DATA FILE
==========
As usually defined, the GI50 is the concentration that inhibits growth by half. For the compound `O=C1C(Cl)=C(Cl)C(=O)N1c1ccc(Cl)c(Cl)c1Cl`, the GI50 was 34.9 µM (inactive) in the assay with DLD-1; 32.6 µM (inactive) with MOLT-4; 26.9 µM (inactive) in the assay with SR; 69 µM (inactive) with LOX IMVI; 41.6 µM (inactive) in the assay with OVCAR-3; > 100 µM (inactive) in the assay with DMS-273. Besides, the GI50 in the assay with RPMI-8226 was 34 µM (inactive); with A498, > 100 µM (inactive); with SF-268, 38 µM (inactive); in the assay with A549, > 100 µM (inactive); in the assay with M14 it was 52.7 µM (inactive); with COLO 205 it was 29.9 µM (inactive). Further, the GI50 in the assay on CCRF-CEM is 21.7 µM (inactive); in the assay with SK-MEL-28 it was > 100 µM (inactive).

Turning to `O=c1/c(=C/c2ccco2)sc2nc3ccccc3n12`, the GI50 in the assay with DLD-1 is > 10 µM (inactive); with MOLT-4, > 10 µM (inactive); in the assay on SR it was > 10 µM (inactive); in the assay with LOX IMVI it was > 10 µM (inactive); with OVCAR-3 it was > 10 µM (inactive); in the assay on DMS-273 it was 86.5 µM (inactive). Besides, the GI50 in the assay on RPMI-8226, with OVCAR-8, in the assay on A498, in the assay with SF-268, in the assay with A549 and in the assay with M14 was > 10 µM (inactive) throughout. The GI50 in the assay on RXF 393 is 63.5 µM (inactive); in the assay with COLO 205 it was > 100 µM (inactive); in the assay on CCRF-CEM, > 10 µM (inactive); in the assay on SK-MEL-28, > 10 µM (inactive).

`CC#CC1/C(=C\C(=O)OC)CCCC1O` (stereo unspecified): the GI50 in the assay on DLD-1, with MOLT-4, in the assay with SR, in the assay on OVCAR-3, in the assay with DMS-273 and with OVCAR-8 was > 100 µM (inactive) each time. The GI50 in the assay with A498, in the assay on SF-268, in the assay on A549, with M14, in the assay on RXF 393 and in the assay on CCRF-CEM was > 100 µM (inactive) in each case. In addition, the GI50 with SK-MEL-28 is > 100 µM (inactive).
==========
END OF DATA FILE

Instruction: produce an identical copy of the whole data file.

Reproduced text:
As usually defined, the GI50 is the concentration that inhibits growth by half. For the compound `O=C1C(Cl)=C(Cl)C(=O)N1c1ccc(Cl)c(Cl)c1Cl`, the GI50 was 34.9 µM (inactive) in the assay with DLD-1; 32.6 µM (inactive) with MOLT-4; 26.9 µM (inactive) in the assay with SR; 69 µM (inactive) with LOX IMVI; 41.6 µM (inactive) in the assay with OVCAR-3; > 100 µM (inactive) in the assay with DMS-273. Besides, the GI50 in the assay with RPMI-8226 was 34 µM (inactive); with A498, > 100 µM (inactive); with SF-268, 38 µM (inactive); in the assay with A549, > 100 µM (inactive); in the assay with M14 it was 52.7 µM (inactive); with COLO 205 it was 29.9 µM (inactive). Further, the GI50 in the assay on CCRF-CEM is 21.7 µM (inactive); in the assay with SK-MEL-28 it was > 100 µM (inactive).

Turning to `O=c1/c(=C/c2ccco2)sc2nc3ccccc3n12`, the GI50 in the assay with DLD-1 is > 10 µM (inactive); with MOLT-4, > 10 µM (inactive); in the assay on SR it was > 10 µM (inactive); in the assay with LOX IMVI it was > 10 µM (inactive); with OVCAR-3 it was > 10 µM (inactive); in the assay on DMS-273 it was 86.5 µM (inactive). Besides, the GI50 in the assay on RPMI-8226, with OVCAR-8, in the assay on A498, in the assay with SF-268, in the assay with A549 and in the assay with M14 was > 10 µM (inactive) throughout. The GI50 in the assay on RXF 393 is 63.5 µM (inactive); in the assay with COLO 205 it was > 100 µM (inactive); in the assay on CCRF-CEM, > 10 µM (inactive); in the assay on SK-MEL-28, > 10 µM (inactive).

`CC#CC1/C(=C\C(=O)OC)CCCC1O` (stereo unspecified): the GI50 in the assay on DLD-1, with MOLT-4, in the assay with SR, in the assay on OVCAR-3, in the assay with DMS-273 and with OVCAR-8 was > 100 µM (inactive) each time. The GI50 in the assay with A498, in the assay on SF-268, in the assay on A549, with M14, in the assay on RXF 393 and in the assay on CCRF-CEM was > 100 µM (inactive) in each case. In addition, the GI50 with SK-MEL-28 is > 100 µM (inactive).